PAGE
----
Germany haunted by the specter of zombie companies
Updates from the German economy
Sign up for myFT Daily Digest to be the first to know about German business news.
Concern is growing in Germany that a rule introduced as part of the country’s emergency response to the coronavirus will fuel the creation of thousands of so-called zombie businesses that could end up undermining the economy for years to come.
Under a government waiver introduced in March, German companies affected by the pandemic do not have to file for bankruptcy. The rule was to be removed at the end of September, but Justice Minister Christine Lambrecht wants to extend it until next March.
The idea proved controversial, however, with many arguing that it would be better to let weak companies go to the wall rather than keep them under artificial assistance.
Jan-Marco Luczak, legal spokesperson for Angela Merkel’s CDU / CSU, said the waiver was helping businesses that would be in trouble even without coronavirus.
“It is inappropriate to continue to keep the protective hand of the state over such enterprises,” he said. “It is neither in the interest of all the other players in the market, nor.. Of a company’s creditors.
Zombie companies are those that are unable, in the long run, to cover their debt service costs from their profits. The number of these “living dead” companies rose sharply in the decade following the financial crisis, as low interest rates encouraged them to take on debt.
But economists fear the problem has been exacerbated by the policy response to the coronavirus, which has seen governments spending billions on job retention programs, cheap loans to struggling businesses, and bailouts for those in need. large companies threatened with bankruptcy.
Advocates of free market capitalism argue that keeping businesses afloat with government subsidies prevents “creative destruction,” the process described by economist Joseph Schumpeter in which insolvent businesses that fail give way to better new entrants. health.
Evidence is emerging that this process has slowed down or even stopped in Germany. “About 550,000 German companies – or about one in six – are at risk of becoming a zombie company,” said Patrik-Ludwig Hantzsch, head of economic research at Creditreform, a trade data company.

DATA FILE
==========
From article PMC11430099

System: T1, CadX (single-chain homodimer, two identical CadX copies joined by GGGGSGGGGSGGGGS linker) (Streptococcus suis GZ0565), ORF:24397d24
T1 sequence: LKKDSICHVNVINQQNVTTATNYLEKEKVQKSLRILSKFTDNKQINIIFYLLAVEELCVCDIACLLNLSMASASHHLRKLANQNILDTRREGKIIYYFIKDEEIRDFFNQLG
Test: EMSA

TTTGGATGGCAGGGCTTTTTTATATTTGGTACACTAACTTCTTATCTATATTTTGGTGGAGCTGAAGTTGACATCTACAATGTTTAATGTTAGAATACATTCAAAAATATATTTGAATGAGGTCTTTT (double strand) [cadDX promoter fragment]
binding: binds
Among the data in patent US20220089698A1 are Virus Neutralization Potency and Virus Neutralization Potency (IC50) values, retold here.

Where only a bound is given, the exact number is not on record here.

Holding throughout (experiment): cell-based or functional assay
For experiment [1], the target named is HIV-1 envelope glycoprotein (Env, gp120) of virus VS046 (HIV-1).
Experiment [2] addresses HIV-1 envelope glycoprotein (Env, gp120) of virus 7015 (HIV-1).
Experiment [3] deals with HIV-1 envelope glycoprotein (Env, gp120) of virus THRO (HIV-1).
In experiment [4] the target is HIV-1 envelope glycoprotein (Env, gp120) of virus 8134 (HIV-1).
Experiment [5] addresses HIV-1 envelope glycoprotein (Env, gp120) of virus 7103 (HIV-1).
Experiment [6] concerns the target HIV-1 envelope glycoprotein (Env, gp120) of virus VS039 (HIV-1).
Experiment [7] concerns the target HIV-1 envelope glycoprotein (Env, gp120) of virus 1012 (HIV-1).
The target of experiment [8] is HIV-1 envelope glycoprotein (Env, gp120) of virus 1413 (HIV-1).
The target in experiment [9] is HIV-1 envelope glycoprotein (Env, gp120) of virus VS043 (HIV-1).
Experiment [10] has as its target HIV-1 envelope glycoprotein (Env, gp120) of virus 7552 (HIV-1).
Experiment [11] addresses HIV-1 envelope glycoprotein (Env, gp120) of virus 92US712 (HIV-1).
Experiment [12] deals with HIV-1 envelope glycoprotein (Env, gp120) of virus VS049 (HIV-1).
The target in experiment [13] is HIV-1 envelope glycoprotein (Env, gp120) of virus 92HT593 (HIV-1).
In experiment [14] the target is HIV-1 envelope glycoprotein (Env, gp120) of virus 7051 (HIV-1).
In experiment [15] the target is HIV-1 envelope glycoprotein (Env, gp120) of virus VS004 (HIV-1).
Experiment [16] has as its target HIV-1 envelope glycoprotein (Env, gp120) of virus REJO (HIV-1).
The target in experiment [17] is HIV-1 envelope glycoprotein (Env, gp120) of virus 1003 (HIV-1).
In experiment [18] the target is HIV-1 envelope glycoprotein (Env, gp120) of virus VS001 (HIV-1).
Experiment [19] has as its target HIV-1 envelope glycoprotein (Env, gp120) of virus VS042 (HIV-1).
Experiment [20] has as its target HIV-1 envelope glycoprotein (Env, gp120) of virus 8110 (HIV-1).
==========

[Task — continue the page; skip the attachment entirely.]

Mr Hantzsch said the insolvency waiver had “too much” served its purpose. “It created a situation where companies benefit who don’t really qualify – whose business models weren’t working, corona or not corona,” he said.
Experts fear that the extension of the moratorium will destroy confidence in the market. “Businesses would constantly expect their counterpart to be in fact insolvent,” said Stephan Thomae, an opposition MP for the Free Democrats. An extension “would place a heavy burden on economic activity”.
This point of view is supported by business leaders. Henrik Follmann, managing director of chemicals company Follmann Chemie, said extending the waiver “is not a good idea – because confidence is waning. You don’t know who you’re dealing with.
“If a business is in financial difficulty, there are different ways to save it here in Germany, if it has good prospects for the future,” said Stefan Wolf, managing director of auto parts maker ElringKlinger. “If you are dealing with a company that ultimately goes bankrupt, that is a bad idea.”
The waiver has already had a marked effect. Germany is experiencing its worst post-war recession, as the economy contracted by more than 10% in the second quarter. Yet despite this, fewer businesses go bankrupt than in normal times. Since the waiver was introduced in March, the number of businesses filing for insolvency in local courts has fallen by more than 13% in April year-over-year and nearly 10% in May. The federal statistics agency says it expects a 29.1 percent drop in July.
This “seems to suggest that some companies may interpret the economic impact of the pandemic very broadly,” said Stefan Schneider, economist at Deutsche Bank.
The logic behind extending the insolvency moratorium is clear: 2021 is an election year, and neither party in government – Ms Merkel’s CDU / CSU group or Ms Lambrecht’s Social Democrats – wants to see an election year. wave of bankruptcies swept across the country at the same time as voters. at the polls, driving up unemployment and undermining economic growth.
Ms Lambrecht made it clear that the waiver would only be extended for companies that have become “over-indebted” as a result of the coronavirus crisis. “Unlike insolvent businesses, over-leveraged businesses have the ability to permanently avoid insolvency,” she said. “These companies should then be able to use the extra time to exhaust all possibilities for restructuring and refinancing. “
But some fear that an extension will simply delay the inevitable wave of bankruptcies. “It is unlikely that all companies that make use of this waiver option will be fully rescued,” said Manfred Stamer, economist at commercial credit insurer Euler Hermes. “Many of them will fail after the waiver has expired.” If the moratorium was extended, more insolvencies would simply be postponed to 2021, he said.
Deutsche’s Schneider also predicts that the number of companies going bankrupt will rise sharply after March if the waiver is extended. “But that’s not all: there could also be a domino effect, as even healthy companies are brought to their knees by the growing failures of their customers and business partners,” he warned.